Managing Partner Julian Hawkhead finishes the year with a look back at the significant developments for UK family law over the past twelve months, and reflects on another successful year for Stowe.
As another year draws to a close, I have paused in the frantic closing off of the calendar year to reflect on events in the life of Stowe and the wider family law world over the past twelve months.
Whilst 2022 brought a renewed sense of hope, no one could have predicted the new challenges that we would face. It’s hard to believe that we started the year working remotely still and talking about the Omicron variant and booster vaccinations.
During the course of the year we have tentatively returned to some “old” ways of life, returning to offices in greater numbers and greater frequency. Collectively it has felt like the ingredient we missed so much in lockdown; the ability to share and propagate ideas in person with colleagues. It has been great to come into the office and listen to lawyers bouncing ideas off each other, essential not only for problem solving but also sharing experiences and knowledge.
A year of change at Stowe
2022 has been a seismic year for Stowe Family Law. We opened 17 new office locations, recruited 68 new colleagues, and completed our first acquisition of another family law firm. As a result, the firm is one third bigger in scale than at this point last year. With this growth our lawyers have been able to help even more families handle the emotional and legal consequences of family breakdown as they are faced with the combined fallout of the pandemic and the cost-of-living crisis.
The introduction of no-fault divorce
The past year has also been a landmark one for family law with the introduction of no-fault divorce back in April. This was the culmination of many years of campaigning, and rightly seen as a triumph for those who have advocated for a blame free divorce process and the modernisation of antiquated divorce laws.
Here at Stowe, we saw our first no-fault divorce client reach the end of their divorce process with a final divorce order granted in November. There’s no doubt we will see many more clients reach the end of the new process in the coming weeks.
As a lawyer it has been a relief not to have to have to discuss with clients the causes of their marriage breakdown at great length knowing that one of the primary purposes was to work out how to draft a divorce petition with sufficient points of blame. The ability to focus on client issues that needed to be resolved, whether they relate to their children or their finances, without the additional “noise” of divorce blaming is a benefit for both client and lawyer.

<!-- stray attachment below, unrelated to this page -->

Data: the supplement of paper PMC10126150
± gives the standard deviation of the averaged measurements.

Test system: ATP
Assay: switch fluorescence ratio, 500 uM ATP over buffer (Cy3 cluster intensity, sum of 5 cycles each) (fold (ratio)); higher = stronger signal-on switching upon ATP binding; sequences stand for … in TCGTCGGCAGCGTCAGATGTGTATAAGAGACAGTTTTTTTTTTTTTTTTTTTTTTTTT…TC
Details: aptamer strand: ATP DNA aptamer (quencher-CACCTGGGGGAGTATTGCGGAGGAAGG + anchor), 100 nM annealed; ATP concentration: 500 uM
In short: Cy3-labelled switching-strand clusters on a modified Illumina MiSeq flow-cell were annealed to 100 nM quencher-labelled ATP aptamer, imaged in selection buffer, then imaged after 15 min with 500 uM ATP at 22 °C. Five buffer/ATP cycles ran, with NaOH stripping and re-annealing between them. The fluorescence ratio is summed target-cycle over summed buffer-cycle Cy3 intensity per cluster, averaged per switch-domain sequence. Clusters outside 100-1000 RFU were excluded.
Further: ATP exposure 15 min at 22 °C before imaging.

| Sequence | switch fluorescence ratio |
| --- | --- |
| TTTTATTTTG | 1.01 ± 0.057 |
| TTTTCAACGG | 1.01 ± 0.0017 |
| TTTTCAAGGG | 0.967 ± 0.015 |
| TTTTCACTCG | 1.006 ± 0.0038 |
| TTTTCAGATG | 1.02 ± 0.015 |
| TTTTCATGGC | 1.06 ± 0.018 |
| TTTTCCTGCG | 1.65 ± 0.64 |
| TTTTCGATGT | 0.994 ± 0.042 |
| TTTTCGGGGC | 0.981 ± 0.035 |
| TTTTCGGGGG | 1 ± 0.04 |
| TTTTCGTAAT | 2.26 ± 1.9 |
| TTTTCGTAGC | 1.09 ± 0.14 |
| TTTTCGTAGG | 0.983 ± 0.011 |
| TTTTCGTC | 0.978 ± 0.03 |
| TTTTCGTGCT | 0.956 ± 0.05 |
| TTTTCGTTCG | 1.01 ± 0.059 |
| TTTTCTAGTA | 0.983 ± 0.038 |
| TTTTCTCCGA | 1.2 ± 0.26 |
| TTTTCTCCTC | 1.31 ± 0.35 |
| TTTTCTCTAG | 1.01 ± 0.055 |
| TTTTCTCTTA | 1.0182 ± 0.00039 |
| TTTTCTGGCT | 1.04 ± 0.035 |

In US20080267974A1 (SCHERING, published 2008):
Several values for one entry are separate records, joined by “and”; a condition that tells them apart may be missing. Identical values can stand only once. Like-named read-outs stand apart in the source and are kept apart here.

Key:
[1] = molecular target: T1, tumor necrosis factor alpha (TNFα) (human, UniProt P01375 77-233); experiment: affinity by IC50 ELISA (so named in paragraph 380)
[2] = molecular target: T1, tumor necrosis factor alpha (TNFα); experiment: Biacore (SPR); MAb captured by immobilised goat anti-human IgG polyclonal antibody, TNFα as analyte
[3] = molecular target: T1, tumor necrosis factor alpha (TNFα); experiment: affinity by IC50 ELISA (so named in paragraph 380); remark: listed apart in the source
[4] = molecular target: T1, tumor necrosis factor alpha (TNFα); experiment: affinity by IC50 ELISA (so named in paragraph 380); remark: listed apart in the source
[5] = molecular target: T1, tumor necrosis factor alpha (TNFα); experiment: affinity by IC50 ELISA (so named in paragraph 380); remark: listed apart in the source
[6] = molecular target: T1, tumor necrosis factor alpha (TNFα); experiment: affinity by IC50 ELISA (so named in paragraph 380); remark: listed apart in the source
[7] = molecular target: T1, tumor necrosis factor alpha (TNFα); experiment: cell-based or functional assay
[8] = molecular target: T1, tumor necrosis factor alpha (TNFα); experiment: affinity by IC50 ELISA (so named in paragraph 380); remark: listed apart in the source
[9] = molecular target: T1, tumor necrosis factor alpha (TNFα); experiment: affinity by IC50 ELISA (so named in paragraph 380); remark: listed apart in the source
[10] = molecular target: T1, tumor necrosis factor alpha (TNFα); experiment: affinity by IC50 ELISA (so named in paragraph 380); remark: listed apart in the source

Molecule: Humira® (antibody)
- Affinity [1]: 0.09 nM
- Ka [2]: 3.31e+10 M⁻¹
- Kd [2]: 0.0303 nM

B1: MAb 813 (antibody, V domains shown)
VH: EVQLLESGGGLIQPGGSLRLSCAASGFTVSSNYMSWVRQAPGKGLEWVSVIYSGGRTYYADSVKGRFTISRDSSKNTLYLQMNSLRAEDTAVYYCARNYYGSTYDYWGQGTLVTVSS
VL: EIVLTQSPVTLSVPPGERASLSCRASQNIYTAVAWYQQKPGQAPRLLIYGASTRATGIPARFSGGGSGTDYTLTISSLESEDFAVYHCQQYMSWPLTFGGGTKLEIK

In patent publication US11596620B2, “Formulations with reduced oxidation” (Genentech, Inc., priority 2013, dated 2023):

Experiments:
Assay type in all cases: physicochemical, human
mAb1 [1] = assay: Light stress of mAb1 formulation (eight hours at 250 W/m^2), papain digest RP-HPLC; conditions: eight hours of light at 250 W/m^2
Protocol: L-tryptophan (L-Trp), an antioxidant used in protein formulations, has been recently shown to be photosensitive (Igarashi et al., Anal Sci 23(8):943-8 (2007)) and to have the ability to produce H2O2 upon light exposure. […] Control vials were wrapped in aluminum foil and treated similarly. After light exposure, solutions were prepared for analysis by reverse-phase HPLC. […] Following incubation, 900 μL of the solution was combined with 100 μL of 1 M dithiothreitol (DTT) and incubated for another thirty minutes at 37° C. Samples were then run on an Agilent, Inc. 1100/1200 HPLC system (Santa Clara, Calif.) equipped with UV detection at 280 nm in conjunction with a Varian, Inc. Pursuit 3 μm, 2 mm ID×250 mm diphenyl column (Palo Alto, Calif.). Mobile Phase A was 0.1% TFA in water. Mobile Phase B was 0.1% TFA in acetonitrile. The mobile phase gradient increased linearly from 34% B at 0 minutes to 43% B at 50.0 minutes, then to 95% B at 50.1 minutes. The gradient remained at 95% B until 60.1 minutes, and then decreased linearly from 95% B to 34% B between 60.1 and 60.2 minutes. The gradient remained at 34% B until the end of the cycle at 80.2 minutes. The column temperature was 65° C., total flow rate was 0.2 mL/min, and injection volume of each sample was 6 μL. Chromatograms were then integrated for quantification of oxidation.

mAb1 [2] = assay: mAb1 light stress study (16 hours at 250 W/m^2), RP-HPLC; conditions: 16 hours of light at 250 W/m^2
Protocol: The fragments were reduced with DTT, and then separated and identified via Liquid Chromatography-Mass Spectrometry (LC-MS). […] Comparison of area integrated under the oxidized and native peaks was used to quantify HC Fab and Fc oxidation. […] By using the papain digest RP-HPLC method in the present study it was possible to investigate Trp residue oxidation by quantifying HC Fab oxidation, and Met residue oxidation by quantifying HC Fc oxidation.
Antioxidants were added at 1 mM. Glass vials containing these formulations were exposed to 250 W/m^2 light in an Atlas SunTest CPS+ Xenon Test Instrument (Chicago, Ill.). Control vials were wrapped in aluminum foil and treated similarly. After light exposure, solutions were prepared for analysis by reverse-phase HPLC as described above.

The call for cohabitation reform
Unfortunately, similar success has not been achieved by campaigners for the introduction of laws to protect cohabiting couples. Cohabitation is the fastest growing family type in England and Wales. In 2021 there were around 3.6 million cohabiting couples in the UK compared with 1.5 million in 1996. Yet the myth of common law marriage persists and unmarried couples who split up face navigating a minefield of complex legislation to resolve financial issues.
Family lawyers have been at the forefront of calling for change in this area for some time. In August the House of Commons’ Women and Equalities Commission produced a report into the rights of cohabiting partners. This called for the Government to reform family law to better protect cohabiting couples and their children from financial hardship in the event of separation and to provide greater financial security for cohabiting couples upon the death of one partner.
The Government’s response was to reject the Commission’s recommendation, indicating that it considers existing work underway on the law of marriage and divorce must conclude before considering any change to the law of cohabitants on relationship breakdown. In particular, the Government has said it must focus on its commitment to conduct a review of the law of financial provision on divorce: It cannot fully reconsider the law relating to relationship breakdown of cohabitants before the review on financial provision for divorce has reached its conclusions and made its recommendations.
In addition, the Government is considering the case for comprehensive reform to marriage law and considers that the law relating to the relationship breakdown of cohabiting couples could also not be considered outside the context of any wider reform to the law of marriage.